Delivering High Performance with Zero Administration

By Jose Ramos


Advances
in self-management capabilities are making it possible to maximize performance
and prescribe changes and ongoing maintenance tasks with fewer demands on IT
staff.

With
IT hiring flat, it’s no secret that organizations have been under downward
pressure to increase IT efficiency. This has lead to the rapid adoption of
technologies and applications that help systems administrators do more with
less. Indeed, automation has become a serious business, particularly for
software vendors who rely on a database as an integral component of their
solution.

In
direct opposition to the IT labor trend, the amount of digital information
collected and stored each year keeps growing at an exponential rate. In 2009 it
grew 62 percent, to about 800,000 petabytes, and it will grow by a factor of 44
by 2020, says IDC1. To manage these much
larger and more complex data ecosystems companies are turning to autonomic
systems that can perform diagnostics, tuning, maintenance and deployment—among
other things—with minimal human intervention.

These
self-managing databases can diagnose conditions and make adjustments to
optimize performance, availability and resource utilization, ensuring that they
are efficient and meet service-level agreements. And because they can do this
without increasing IT labor costs, they provide a very low total cost of
ownership as compared to traditional databases.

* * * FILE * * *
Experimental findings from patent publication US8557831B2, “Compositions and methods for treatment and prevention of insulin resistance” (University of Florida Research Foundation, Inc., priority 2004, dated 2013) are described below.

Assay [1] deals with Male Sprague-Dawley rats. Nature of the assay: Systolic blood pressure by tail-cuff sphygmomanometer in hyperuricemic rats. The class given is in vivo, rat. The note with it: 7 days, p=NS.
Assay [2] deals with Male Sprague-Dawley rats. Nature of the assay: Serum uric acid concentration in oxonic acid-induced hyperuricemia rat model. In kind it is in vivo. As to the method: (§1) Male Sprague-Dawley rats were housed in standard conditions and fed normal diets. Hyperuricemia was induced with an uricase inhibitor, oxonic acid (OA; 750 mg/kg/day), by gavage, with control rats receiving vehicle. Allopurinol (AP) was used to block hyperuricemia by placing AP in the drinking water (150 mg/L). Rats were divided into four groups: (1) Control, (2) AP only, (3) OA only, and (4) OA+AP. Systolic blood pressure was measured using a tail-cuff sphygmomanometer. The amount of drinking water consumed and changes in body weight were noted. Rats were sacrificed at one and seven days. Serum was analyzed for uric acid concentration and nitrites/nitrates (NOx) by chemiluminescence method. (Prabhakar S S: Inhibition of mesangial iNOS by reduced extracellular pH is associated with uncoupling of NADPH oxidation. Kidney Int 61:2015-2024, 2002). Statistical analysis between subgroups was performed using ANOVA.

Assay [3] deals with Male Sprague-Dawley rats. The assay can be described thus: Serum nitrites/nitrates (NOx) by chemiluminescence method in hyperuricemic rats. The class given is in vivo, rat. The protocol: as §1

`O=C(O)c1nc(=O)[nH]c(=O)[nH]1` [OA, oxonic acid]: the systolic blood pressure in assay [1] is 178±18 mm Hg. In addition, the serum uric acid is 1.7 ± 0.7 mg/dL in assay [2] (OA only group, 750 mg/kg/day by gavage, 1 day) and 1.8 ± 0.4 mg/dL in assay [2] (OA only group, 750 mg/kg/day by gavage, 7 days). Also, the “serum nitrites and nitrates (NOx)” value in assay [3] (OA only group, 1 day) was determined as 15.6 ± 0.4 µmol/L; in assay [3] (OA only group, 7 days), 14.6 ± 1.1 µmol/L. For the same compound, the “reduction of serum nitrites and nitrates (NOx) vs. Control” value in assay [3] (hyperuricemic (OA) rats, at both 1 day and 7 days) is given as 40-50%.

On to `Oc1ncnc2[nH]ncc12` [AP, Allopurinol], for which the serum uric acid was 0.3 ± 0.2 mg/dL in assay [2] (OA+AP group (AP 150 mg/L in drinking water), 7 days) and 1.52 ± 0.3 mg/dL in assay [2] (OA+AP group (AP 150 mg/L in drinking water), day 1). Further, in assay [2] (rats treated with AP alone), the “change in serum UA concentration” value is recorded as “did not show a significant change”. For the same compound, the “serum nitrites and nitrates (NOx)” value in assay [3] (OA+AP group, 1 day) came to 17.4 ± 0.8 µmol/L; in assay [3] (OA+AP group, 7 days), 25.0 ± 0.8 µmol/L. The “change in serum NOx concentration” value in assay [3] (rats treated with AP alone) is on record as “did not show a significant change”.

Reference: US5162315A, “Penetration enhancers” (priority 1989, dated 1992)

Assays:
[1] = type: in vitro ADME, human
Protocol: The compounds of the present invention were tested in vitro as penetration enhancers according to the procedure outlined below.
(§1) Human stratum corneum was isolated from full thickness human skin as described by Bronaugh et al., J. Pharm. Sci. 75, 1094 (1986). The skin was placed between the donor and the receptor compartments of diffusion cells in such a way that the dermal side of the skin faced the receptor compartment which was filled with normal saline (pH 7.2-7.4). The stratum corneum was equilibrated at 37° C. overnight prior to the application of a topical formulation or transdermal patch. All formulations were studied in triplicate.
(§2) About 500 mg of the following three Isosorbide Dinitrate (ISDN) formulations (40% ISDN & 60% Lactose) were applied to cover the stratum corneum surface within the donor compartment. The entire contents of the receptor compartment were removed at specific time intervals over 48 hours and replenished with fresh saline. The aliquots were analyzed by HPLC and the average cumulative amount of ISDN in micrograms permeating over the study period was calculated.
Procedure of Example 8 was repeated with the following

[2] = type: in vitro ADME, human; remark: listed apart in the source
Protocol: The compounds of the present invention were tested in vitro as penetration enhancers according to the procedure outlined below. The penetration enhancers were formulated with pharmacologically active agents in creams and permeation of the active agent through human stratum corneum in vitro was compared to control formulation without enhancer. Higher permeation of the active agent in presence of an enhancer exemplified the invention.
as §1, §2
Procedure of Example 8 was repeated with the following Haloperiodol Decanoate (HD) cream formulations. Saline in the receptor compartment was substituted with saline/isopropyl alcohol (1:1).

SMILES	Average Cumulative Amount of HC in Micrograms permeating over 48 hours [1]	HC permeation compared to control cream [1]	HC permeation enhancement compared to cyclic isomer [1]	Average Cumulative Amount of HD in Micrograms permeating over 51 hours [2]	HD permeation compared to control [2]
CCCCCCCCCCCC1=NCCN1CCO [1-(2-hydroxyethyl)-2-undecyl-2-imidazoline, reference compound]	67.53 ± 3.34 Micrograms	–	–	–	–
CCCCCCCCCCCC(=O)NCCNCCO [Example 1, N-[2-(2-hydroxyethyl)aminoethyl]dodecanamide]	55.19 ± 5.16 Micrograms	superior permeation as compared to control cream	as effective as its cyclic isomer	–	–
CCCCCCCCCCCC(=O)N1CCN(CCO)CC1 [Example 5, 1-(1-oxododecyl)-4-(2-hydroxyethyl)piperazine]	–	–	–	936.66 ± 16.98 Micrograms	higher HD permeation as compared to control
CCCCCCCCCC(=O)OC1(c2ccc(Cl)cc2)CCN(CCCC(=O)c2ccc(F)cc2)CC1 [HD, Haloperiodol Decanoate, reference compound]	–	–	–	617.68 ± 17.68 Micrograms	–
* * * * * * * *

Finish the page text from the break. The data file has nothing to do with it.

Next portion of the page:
Essential for Embedded, Small and Medium Businesses

The
hands-off nature of self-managing database systems make them a handy investment
for any organization but there are two common scenarios in which they are
essential:

1. 
Organizations
that want to embed a database in a turnkey software solution or an autonomous
embedded system

2. 
Small
and medium businesses with minimal or no dedicated IT staff

The
concept of an embedded database is inherently zero maintenance. Devices such as
kiosks, parking meters and some consumer electronics are deployed with embedded
database applications that will never be monitored or managed by an
administrator. In other cases, ISVs create and sell software applications that
are wholly and indefinitely self-sustaining and self-contained.

Because
self-managing database systems are inherently zero maintenance, they are a
perfect solution for small businesses that don’t want to hire a data management
expert. This is a very common scenario today with businesses such as private
practice law firms, physicians and independent retailers. Unlike traditional
client-server databases, a self-managing database is very easy to set up, and
once the initial set up is complete, there’s very little else that will ever
need to be done.

Assuring High Performance